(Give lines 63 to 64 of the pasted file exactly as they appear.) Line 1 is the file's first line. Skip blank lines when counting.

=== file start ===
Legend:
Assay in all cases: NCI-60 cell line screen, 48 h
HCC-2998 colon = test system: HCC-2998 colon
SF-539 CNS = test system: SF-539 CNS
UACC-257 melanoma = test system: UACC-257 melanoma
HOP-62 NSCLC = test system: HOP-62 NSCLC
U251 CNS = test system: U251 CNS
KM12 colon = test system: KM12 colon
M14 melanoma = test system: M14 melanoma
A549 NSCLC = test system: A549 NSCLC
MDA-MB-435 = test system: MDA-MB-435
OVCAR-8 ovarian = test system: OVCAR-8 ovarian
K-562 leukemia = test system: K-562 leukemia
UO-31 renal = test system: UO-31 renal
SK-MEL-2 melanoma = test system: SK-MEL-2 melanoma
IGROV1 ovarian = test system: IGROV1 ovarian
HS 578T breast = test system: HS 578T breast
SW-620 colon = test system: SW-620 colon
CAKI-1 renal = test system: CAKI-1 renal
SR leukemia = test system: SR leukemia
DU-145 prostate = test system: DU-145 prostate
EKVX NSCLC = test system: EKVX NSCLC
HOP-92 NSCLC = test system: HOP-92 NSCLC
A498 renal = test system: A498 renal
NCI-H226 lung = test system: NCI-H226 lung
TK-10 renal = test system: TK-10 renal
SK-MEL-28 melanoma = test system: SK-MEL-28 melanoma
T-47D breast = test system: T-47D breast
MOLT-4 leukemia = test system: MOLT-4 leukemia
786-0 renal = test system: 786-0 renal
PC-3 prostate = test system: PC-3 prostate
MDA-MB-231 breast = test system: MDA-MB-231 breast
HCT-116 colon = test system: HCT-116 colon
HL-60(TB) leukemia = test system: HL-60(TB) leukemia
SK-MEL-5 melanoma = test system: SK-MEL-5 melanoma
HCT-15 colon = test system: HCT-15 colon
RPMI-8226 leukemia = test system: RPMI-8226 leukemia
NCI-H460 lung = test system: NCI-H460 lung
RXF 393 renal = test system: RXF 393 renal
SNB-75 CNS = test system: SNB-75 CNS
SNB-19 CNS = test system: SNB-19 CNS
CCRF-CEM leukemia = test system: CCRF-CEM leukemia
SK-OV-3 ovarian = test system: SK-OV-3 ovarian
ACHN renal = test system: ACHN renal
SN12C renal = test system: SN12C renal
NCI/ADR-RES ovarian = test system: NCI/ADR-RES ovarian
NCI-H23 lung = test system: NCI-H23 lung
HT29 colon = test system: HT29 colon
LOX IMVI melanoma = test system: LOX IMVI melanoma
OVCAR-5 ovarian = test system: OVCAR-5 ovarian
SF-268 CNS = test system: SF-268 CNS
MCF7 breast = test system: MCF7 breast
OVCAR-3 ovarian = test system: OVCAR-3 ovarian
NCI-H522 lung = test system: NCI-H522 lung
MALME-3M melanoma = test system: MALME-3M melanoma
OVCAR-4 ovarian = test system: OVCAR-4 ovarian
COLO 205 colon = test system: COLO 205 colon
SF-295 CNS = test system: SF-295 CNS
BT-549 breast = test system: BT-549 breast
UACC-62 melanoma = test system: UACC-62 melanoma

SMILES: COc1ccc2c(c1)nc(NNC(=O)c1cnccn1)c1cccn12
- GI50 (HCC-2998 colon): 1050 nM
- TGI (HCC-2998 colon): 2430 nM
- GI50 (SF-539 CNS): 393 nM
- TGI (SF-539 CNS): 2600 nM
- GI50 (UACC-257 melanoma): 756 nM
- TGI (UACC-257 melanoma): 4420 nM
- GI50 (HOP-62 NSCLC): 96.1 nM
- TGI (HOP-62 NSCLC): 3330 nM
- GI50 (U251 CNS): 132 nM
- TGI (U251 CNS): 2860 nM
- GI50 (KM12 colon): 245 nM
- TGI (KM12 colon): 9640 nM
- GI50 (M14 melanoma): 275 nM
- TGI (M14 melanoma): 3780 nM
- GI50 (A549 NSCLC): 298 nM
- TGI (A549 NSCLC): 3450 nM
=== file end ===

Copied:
- TGI (HCC-2998 colon): 2430 nM
- GI50 (SF-539 CNS): 393 nM